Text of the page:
|Thanks again Apollo for orchestrating this survey.|
Thanks to the guidance of this thread, I've ignored performance in the short term and have continued to dollar cost average throughout. If I had to pick one, I'd choose the purchase of Juniper because I still waffle on how I'd classify it. They've grabbed a portion of the network equipment market that Cisco never had a stronghold in. That market has been classified as a portion of the router market which is Cisco's bread and butter but it doesn't seem to touch the markets that Cisco has held strong in. Where Cisco has a product that meets the needs, it leads. In the high end service provider market, Cisco has never been very successful and Juniper has swallowed that market whole. They've succeeded because they went after a segment of the router market that Cisco hasn't ever really met the needs of. That segment of the router market seemingly has grown faster than the rest of the overall router market and Juniper is gaining market share as a result.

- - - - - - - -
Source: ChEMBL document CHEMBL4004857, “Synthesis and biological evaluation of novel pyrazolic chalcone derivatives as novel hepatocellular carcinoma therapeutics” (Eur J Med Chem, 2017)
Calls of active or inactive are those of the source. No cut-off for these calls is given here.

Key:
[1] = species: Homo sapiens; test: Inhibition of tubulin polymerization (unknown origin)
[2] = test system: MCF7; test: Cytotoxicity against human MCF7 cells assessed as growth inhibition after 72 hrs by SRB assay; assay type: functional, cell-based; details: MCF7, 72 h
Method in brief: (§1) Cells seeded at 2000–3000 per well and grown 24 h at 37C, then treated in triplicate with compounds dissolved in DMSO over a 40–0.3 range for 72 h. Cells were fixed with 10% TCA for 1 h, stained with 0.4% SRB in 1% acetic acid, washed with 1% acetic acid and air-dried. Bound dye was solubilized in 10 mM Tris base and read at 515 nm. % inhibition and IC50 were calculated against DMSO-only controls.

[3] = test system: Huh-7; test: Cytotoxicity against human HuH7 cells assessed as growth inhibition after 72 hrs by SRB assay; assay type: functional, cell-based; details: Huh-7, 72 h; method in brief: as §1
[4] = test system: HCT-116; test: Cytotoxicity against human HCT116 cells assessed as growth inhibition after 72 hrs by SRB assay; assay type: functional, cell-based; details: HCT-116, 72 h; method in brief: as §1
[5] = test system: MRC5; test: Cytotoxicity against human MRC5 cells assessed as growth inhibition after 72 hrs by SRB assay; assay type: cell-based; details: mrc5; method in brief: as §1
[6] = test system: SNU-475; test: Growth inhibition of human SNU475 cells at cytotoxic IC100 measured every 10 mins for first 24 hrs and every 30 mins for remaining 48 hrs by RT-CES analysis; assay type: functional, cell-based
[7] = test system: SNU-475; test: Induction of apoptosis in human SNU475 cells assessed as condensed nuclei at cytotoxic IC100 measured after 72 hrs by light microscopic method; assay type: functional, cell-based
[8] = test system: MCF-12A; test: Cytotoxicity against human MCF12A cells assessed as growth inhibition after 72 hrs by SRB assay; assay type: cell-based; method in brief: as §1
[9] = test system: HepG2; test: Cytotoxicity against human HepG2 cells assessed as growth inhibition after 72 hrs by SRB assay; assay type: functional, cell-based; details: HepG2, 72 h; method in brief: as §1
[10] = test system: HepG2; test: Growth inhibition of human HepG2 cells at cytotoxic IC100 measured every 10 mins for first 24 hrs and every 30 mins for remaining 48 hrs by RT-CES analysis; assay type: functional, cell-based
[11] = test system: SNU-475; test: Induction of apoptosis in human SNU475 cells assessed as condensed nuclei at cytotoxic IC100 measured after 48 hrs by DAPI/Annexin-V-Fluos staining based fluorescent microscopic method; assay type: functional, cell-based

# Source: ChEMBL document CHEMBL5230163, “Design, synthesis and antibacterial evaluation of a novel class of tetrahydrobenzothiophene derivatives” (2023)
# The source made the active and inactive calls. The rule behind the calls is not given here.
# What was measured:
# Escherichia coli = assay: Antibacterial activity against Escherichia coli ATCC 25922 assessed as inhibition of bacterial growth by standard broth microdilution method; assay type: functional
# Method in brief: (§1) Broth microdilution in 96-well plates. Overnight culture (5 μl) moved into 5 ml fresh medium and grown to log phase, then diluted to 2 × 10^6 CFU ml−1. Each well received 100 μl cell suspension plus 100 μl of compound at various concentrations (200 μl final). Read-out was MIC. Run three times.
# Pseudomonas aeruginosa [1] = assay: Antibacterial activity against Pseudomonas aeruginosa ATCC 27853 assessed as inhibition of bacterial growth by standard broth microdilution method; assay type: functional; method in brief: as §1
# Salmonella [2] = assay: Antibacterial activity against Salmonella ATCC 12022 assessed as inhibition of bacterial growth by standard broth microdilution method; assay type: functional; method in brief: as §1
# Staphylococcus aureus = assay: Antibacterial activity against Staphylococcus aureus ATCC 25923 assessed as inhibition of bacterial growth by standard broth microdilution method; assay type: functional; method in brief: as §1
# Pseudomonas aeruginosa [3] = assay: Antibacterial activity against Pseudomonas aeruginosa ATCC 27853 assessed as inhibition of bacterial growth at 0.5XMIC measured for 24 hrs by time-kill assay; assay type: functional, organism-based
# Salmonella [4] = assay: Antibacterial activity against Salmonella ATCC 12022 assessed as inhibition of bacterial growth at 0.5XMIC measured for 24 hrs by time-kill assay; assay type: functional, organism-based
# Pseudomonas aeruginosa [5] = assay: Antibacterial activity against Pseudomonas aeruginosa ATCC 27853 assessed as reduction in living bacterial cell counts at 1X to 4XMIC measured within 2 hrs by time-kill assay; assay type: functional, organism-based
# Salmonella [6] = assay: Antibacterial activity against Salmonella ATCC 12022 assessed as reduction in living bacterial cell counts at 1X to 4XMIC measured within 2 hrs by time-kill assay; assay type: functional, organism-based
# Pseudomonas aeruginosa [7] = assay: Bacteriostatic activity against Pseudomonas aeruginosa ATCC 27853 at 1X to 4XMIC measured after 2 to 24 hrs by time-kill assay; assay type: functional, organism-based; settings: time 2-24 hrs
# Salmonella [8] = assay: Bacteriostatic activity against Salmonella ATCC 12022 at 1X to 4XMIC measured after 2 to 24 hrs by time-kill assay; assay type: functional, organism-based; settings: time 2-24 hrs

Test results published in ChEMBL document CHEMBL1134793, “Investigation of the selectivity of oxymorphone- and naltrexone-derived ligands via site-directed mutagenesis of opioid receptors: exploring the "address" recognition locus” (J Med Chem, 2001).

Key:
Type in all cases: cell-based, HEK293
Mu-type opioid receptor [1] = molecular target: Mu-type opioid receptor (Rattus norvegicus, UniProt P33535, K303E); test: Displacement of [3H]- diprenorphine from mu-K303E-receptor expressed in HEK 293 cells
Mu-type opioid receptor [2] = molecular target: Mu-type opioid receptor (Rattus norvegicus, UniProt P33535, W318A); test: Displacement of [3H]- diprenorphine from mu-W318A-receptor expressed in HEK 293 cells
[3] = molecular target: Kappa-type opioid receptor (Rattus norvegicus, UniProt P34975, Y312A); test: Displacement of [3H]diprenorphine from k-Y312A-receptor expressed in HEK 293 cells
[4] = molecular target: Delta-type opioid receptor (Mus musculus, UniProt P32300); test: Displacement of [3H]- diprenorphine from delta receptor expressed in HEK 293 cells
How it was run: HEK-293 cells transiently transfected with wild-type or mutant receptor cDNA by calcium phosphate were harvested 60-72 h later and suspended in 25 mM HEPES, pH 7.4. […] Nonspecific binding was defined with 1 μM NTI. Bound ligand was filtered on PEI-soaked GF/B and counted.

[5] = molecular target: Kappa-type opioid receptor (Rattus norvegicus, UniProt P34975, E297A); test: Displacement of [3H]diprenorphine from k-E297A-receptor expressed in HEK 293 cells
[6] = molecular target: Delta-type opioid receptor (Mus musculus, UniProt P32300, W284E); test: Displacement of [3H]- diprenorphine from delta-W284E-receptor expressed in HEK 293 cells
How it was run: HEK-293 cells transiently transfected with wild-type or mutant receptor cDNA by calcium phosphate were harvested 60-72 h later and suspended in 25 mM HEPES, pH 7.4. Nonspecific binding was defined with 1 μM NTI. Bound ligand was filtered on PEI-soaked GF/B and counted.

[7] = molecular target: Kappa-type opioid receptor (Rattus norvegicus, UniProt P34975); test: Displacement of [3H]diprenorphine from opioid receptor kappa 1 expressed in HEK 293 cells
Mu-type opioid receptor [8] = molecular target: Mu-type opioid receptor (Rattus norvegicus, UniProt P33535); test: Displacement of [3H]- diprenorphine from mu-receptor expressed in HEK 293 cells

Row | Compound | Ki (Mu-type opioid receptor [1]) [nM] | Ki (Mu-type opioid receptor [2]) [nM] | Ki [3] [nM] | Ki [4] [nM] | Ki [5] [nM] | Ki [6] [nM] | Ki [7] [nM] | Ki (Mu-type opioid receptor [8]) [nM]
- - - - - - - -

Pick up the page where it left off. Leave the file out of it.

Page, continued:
Many here are aware that this segment of the router market has been more about speed than it has been about quality or functionality or service, etc. Juniper has won over the segment by having all of the above including the required speed. The big question becomes, what happens if Juniper stumbles on speed and is leapfrogged like so many companies before them in this segment? I'm hopeful that the speed is good enough and that the functionality, quality and service will make their product more sticky than previous attempts which have typically missed on one or more of these qualities.
The next question is how do you classify them. Sounds like a hunt report but for the sake of making a point to my rambling, I'm considering whether this segment of the router market is so different from the overall router market that it should be considered a niche. And although I've never heard talk of a king of a niche, a more interesting classification to this thread has been the chimp in a niche market. Does Juniper meet this classification? I've had my doubts but I believe an argument could be made for it. They have an OS which better suits this segment than the IOS that has made Cisco a gorilla in the rest of the router market. They also have several of the people which made Cisco such a success.
I'm off to do some additional dd before I decide whether my mistake will pan.